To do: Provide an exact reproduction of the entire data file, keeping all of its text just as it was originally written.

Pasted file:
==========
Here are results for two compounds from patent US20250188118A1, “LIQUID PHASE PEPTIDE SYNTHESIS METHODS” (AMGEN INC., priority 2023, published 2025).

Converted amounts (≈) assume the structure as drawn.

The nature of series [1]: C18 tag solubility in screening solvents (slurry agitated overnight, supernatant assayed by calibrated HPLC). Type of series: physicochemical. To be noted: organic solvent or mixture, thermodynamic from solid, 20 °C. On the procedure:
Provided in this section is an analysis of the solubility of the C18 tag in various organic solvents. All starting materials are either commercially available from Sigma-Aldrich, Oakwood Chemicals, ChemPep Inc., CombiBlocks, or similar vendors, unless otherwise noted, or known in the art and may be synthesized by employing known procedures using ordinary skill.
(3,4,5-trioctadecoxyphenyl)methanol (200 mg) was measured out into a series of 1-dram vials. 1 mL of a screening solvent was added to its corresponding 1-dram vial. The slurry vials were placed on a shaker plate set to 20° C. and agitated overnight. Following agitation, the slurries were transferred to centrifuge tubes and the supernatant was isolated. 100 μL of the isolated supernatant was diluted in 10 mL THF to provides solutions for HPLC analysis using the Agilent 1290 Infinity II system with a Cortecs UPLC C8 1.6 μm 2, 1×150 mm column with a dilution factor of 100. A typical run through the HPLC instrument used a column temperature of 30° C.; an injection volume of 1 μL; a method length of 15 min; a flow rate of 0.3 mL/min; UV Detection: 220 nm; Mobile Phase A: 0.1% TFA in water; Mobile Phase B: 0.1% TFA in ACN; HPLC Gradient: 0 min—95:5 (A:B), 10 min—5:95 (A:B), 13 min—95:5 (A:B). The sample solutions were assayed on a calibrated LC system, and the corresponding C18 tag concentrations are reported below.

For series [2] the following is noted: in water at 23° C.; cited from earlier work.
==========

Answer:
Here are results for two compounds from patent US20250188118A1, “LIQUID PHASE PEPTIDE SYNTHESIS METHODS” (AMGEN INC., priority 2023, published 2025).

Converted amounts (≈) assume the structure as drawn.

The nature of series [1]: C18 tag solubility in screening solvents (slurry agitated overnight, supernatant assayed by calibrated HPLC). Type of series: physicochemical. To be noted: organic solvent or mixture, thermodynamic from solid, 20 °C. On the procedure:
Provided in this section is an analysis of the solubility of the C18 tag in various organic solvents. All starting materials are either commercially available from Sigma-Aldrich, Oakwood Chemicals, ChemPep Inc., CombiBlocks, or similar vendors, unless otherwise noted, or known in the art and may be synthesized by employing known procedures using ordinary skill.
(3,4,5-trioctadecoxyphenyl)methanol (200 mg) was measured out into a series of 1-dram vials. 1 mL of a screening solvent was added to its corresponding 1-dram vial. The slurry vials were placed on a shaker plate set to 20° C. and agitated overnight. Following agitation, the slurries were transferred to centrifuge tubes and the supernatant was isolated. 100 μL of the isolated supernatant was diluted in 10 mL THF to provides solutions for HPLC analysis using the Agilent 1290 Infinity II system with a Cortecs UPLC C8 1.6 μm 2, 1×150 mm column with a dilution factor of 100. A typical run through the HPLC instrument used a column temperature of 30° C.; an injection volume of 1 μL; a method length of 15 min; a flow rate of 0.3 mL/min; UV Detection: 220 nm; Mobile Phase A: 0.1% TFA in water; Mobile Phase B: 0.1% TFA in ACN; HPLC Gradient: 0 min—95:5 (A:B), 10 min—5:95 (A:B), 13 min—95:5 (A:B). The sample solutions were assayed on a calibrated LC system, and the corresponding C18 tag concentrations are reported below.

For series [2] the following is noted: in water at 23° C.; cited from earlier work.